In using the system, the caregiver or user first writes down the preset times in sequential order and the amount(s) and type(s) of pill(s) associated with each preset time. In the present example, 7:30 AM is the first preset time and has a designated color of green as its distinctive indicant. 10:30 PM is the second preset time and has a designated color of yellow for its distinctive indicant. After adjusting the clock of timer 130 to the current time, the caregiver or user sets a green colored tripper pin at 7:30 AM and a yellow colored tripper pin at 10:30 PM in clock dial 130c.
Next, based on what was written down as the amount(s) and type(s) of pill(s) for each sequential preset time, the caregiver or user will put pill loading indicator labels each displaying the appropriate distinctive indicant representing the preset time and a numeral representing the quantity of pills on the pill supply containers or vials each exclusively containing one type of preselected pill. In the present example, one pill is needed from vial "A" and two pills are needed from vial "B" at 7:30 AM or the first preset time. Accordingly, the caregiver or user will take a green colored label repesenting the first preset time, and write on it "1" representing one pill, and put the completed label on the vial containing "A" pills. In a similar fashion a green label with "2" written will be placed on the vial containing "B" pills. At the second preset time or 10:30 PM, one pill is needed from vial "A" and one pill from vial "C". Hence, a yellow label with "1" written will be placed on the vial containing "A" pills; a yellow label with "1" written will be placed on the vial containing "C" pills. Numerals 120a, 120b, and 120c in FIG. 5 show the vials with the properly applied labels.
Next, the caregiver or user will select the appropriate pill loading indicator template. In the present example, the appropriate template is one designated for use when there are two preset times, such as shown by numeral 118 in FIG. 5. In this case, template 118 has alternating green and yellow colored sectors.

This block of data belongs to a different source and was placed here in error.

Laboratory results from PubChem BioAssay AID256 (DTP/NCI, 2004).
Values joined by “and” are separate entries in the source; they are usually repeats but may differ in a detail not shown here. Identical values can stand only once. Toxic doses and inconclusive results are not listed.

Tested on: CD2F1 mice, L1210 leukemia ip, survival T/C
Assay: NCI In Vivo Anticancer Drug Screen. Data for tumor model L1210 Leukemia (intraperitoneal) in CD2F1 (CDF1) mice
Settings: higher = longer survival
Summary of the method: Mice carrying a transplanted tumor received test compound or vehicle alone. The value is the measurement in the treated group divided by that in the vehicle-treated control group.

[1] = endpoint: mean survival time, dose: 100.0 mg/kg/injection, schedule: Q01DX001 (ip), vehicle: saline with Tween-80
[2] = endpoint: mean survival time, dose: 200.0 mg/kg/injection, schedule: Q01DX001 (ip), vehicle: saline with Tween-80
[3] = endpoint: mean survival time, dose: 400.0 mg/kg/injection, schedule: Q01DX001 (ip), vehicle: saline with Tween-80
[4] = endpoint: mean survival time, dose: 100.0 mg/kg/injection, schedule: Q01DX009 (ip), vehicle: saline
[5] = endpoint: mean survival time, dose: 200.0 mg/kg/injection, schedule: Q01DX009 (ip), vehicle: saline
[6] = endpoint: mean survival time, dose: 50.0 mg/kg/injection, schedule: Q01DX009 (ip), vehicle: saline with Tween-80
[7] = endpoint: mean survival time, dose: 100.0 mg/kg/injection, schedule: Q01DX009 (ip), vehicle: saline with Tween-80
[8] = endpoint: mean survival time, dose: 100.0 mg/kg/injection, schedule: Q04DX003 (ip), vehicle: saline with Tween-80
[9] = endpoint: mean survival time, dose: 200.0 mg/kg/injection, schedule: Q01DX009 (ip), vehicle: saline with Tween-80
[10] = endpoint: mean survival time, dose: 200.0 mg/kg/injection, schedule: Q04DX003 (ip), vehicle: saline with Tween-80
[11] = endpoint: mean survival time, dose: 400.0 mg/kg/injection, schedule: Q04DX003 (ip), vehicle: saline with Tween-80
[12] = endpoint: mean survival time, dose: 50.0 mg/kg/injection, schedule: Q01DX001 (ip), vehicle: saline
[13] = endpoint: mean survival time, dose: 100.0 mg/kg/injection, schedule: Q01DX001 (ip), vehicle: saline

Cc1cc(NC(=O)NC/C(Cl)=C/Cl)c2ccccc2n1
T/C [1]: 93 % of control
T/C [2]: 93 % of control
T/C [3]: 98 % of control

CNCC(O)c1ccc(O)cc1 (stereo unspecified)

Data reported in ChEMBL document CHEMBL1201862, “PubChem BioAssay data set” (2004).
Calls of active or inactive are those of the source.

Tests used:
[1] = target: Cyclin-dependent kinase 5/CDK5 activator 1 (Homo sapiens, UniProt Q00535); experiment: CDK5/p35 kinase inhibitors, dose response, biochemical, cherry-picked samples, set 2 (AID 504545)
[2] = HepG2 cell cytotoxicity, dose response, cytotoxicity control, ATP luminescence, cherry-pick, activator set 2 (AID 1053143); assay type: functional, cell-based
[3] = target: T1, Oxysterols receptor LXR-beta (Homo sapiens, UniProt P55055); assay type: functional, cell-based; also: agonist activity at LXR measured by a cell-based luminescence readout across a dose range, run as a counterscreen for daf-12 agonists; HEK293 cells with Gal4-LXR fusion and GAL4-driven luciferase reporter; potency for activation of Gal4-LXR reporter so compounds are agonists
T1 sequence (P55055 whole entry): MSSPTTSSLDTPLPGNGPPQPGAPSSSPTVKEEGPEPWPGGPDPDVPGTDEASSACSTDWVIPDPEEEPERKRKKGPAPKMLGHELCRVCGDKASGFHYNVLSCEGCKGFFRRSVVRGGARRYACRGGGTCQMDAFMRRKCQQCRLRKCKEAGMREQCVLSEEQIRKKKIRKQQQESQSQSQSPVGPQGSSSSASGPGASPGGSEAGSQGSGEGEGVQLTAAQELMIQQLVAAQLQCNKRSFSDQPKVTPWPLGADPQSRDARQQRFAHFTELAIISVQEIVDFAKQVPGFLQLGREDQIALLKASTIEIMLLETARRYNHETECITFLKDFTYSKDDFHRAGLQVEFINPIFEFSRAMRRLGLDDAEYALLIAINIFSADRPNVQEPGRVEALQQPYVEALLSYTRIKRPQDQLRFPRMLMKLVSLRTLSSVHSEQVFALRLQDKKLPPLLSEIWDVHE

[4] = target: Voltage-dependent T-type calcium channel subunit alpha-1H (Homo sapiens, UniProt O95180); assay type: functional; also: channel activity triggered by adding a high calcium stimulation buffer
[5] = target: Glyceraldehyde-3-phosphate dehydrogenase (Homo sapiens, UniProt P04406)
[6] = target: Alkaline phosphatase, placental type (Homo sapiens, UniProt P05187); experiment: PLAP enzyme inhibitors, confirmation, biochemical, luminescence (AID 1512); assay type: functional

FIGS. 9A through 9D show examples of templates that are designed for use when there are series of three and four preset times each day. Two templates are used for each series of preset times because the quantity of template sectors and the quantities of preset times per series involved in these two examples necessitate two templates per series of preset times. If there are more than four preset times per day, additional templates may be similarly designed. The templates in FIGS. 9A through 9D use graphical symbols in the form of Roman Numerals as the distinctive indicants. FIGS. 9A and 9B are for three preset times per day, and FIGS. 9C and 9D are for four preset times per day. Numerals 118c and 118d are template retaining holes for aligning the appropriate sector of the template with compartment #1 of the pill storage wheel.
Wheel 100 should be fully rewound before the appropriate template is installed on the pill storage wheel. In installing template 118, the caregiver or user looks at timer 130 to determine what the approaching preset time is. Template 118 is placed on the pill storage wheel so that the distinctive indicant indicated by the template for pill storage compartment #1 (adjacent compartment clockwise from finger hole 100g) is the same as the distinctive indicant assigned to the approaching preset time. In the present example, the approaching preset time is 10:30 PM and the color of approaching tripper pin 120d is yellow. The template is secured on wheel 100 so that the template indicates yellow for compartment #1. Template 118 is secured by putting template retaining hole 118d that is located on a yellow colored sector of the template onto post 118a that is located near pill storage compartment #1. The template is also secured by template retainer 118b.